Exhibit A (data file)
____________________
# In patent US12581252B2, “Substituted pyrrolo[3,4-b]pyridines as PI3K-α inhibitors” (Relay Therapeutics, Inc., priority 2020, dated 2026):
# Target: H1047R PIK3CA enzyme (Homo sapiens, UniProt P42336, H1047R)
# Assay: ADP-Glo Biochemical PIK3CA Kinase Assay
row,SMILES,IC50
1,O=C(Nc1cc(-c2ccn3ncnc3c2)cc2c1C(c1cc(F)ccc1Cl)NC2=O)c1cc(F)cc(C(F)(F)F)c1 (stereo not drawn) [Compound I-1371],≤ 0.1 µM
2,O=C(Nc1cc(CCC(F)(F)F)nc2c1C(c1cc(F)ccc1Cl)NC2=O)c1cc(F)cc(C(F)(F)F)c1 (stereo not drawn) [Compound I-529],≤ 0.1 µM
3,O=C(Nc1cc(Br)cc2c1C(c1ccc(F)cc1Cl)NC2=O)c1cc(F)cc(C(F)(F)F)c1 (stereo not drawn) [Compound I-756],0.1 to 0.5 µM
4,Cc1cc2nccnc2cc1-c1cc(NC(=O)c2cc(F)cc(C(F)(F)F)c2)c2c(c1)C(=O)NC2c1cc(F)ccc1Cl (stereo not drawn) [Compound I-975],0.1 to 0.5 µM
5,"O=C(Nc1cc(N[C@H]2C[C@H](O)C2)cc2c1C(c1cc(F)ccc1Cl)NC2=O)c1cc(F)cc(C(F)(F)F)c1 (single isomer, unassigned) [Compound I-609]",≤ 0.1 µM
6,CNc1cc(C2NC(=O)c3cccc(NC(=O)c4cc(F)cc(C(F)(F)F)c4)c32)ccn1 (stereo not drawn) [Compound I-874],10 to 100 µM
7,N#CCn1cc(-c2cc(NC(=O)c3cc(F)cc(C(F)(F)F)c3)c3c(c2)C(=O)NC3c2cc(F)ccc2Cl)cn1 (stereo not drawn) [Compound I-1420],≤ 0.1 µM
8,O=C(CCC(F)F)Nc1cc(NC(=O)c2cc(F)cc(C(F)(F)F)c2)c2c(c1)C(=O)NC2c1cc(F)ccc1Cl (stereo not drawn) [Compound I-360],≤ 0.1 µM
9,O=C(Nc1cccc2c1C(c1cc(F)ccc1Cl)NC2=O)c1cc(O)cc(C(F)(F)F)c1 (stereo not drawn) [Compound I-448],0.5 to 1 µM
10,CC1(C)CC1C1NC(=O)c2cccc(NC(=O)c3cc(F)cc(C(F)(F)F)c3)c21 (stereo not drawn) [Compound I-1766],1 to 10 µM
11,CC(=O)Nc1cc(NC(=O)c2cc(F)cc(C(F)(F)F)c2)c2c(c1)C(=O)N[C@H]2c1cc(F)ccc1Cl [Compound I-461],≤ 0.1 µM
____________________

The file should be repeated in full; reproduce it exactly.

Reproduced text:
# In patent US12581252B2, “Substituted pyrrolo[3,4-b]pyridines as PI3K-α inhibitors” (Relay Therapeutics, Inc., priority 2020, dated 2026):
# Target: H1047R PIK3CA enzyme (Homo sapiens, UniProt P42336, H1047R)
# Assay: ADP-Glo Biochemical PIK3CA Kinase Assay
row,SMILES,IC50
1,O=C(Nc1cc(-c2ccn3ncnc3c2)cc2c1C(c1cc(F)ccc1Cl)NC2=O)c1cc(F)cc(C(F)(F)F)c1 (stereo not drawn) [Compound I-1371],≤ 0.1 µM
2,O=C(Nc1cc(CCC(F)(F)F)nc2c1C(c1cc(F)ccc1Cl)NC2=O)c1cc(F)cc(C(F)(F)F)c1 (stereo not drawn) [Compound I-529],≤ 0.1 µM
3,O=C(Nc1cc(Br)cc2c1C(c1ccc(F)cc1Cl)NC2=O)c1cc(F)cc(C(F)(F)F)c1 (stereo not drawn) [Compound I-756],0.1 to 0.5 µM
4,Cc1cc2nccnc2cc1-c1cc(NC(=O)c2cc(F)cc(C(F)(F)F)c2)c2c(c1)C(=O)NC2c1cc(F)ccc1Cl (stereo not drawn) [Compound I-975],0.1 to 0.5 µM
5,"O=C(Nc1cc(N[C@H]2C[C@H](O)C2)cc2c1C(c1cc(F)ccc1Cl)NC2=O)c1cc(F)cc(C(F)(F)F)c1 (single isomer, unassigned) [Compound I-609]",≤ 0.1 µM
6,CNc1cc(C2NC(=O)c3cccc(NC(=O)c4cc(F)cc(C(F)(F)F)c4)c32)ccn1 (stereo not drawn) [Compound I-874],10 to 100 µM
7,N#CCn1cc(-c2cc(NC(=O)c3cc(F)cc(C(F)(F)F)c3)c3c(c2)C(=O)NC3c2cc(F)ccc2Cl)cn1 (stereo not drawn) [Compound I-1420],≤ 0.1 µM
8,O=C(CCC(F)F)Nc1cc(NC(=O)c2cc(F)cc(C(F)(F)F)c2)c2c(c1)C(=O)NC2c1cc(F)ccc1Cl (stereo not drawn) [Compound I-360],≤ 0.1 µM
9,O=C(Nc1cccc2c1C(c1cc(F)ccc1Cl)NC2=O)c1cc(O)cc(C(F)(F)F)c1 (stereo not drawn) [Compound I-448],0.5 to 1 µM
10,CC1(C)CC1C1NC(=O)c2cccc(NC(=O)c3cc(F)cc(C(F)(F)F)c3)c21 (stereo not drawn) [Compound I-1766],1 to 10 µM
11,CC(=O)Nc1cc(NC(=O)c2cc(F)cc(C(F)(F)F)c2)c2c(c1)C(=O)N[C@H]2c1cc(F)ccc1Cl [Compound I-461],≤ 0.1 µM